To start off, we chose Massimo's famous Caesar salad, which is prepared from scratch at your table. But before our salad was completed, Ramon Garcia, the popular dining room manager, decided to make his "special shrimp appetizer" in honor of my husband's birthday. If you become friendly with the manager, you might be lucky enough to have him prepare this for you one day. He pulled up a mobile cooking cart right next to our booth and heated the pan, in which he prepared the shrimp with lemon, butter, garlic, cream and wine. They were creamy and decadent, with just a tangy hint of lemon.
We agreed that all our entrees were winners. Massimo's is known for the care they take with the food and its preparation. My halibut was light, flaky, and moist. I never realized that halibut could be this tasty. The relish of chopped pineapple and cranberries was lightly sprinkled over the fish and added an appealing and slightly tart yet not too sweet dimension to the dish. This was served on a bed of whipped potatoes, infused with a hint of pureed roasted red pepper and accompanied by a variety of fresh vegetables cooked al dente.
My husband ate his lamb stew, the other special that evening, with gusto. Juicy chunks of lamb were submerged in a thick, tasty sauce cooked together with carrots, Brussels sprouts, peas, pearl onions and raisins for sweetness. My husband's 2005 St. Francis Merlot was full-bodied, fruity and complex. Being the designated driver, I stuck with iced tea.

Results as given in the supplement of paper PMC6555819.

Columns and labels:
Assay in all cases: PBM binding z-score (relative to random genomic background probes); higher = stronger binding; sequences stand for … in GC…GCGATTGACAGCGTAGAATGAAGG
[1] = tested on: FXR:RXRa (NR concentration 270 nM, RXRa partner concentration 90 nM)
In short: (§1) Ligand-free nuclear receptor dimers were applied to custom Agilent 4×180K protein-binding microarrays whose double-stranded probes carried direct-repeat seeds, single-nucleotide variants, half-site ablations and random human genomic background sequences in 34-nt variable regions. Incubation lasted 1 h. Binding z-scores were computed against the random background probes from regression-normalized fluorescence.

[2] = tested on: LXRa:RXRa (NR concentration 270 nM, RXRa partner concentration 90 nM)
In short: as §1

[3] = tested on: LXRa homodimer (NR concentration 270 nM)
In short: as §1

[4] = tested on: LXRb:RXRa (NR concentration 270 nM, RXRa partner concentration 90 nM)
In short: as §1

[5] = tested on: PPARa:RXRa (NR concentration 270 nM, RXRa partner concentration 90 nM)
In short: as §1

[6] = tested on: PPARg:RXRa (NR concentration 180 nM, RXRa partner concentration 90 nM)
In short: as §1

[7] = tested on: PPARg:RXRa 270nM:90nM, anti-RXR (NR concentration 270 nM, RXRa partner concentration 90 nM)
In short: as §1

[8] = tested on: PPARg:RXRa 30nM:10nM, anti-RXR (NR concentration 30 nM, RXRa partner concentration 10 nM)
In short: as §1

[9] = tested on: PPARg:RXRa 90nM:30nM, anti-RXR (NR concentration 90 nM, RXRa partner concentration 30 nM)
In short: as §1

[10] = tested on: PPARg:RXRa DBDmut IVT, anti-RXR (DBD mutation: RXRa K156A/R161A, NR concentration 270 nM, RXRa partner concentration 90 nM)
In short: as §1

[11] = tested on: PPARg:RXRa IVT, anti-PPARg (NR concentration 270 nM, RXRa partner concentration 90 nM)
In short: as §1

My son enjoyed the charbroiled filet of salmon, tender in a butter and caper sauce. As usual, he didn't eat his vegetables!
While relaxing before dessert, we decided to check out the large cocktail lounge with its flat-screen TVs and cozy seating. For future reference, Massimo's has a popular "Happy Hour," Monday through Friday from 4 to 7 p.m. A long-time patron, Eddie Kirchen (aka "Fast Eddie"), is terminally ill and in tribute, Rinetti has erected a plaque in the bar area that Eddie frequented for over 29 years.
Massimo's also has three banquet rooms suitable for weddings, bar mitzvahs, business conferences, meetings or birthday parties. Rinetti showed us the new audio/visual projector with large screen, Direct TV/HD quality and surround sound; great for parties or work-related events. Plug in your laptop and the presentation is ready to go!
Returning to our booth, my husband chose his favorite dessert, a homemade tiramisu. The Italian specialty cake is made with ladyfingers dipped in espresso and covered in a whipped mixture of egg whites, mascarpone cheese, sugar, cocoa and liqueur. I had a deliciously smooth cheesecake and our son, the spumoni three-flavored ice cream. We ordered two coffees and a hot chocolate to complete the meal.
After being graciously thanked for our patronage, we paid our check, not outrageous in comparison to what you receive in return. Massimo's offers that personal touch with incredible service, attention to detail, delicious food and ambience. The evening came to an end, but I know we'll return soon.
5200 Mowry Avenue, Suite M, Fremont
Reservations: (510) 792-2000 or www.opentable.com
Lunch: Tuesday - Friday, 11:30 a.m. to 2:30 p.m.
Dinner: Monday - Saturday, 5 p.m. to 10 p.m. (closed Sunday)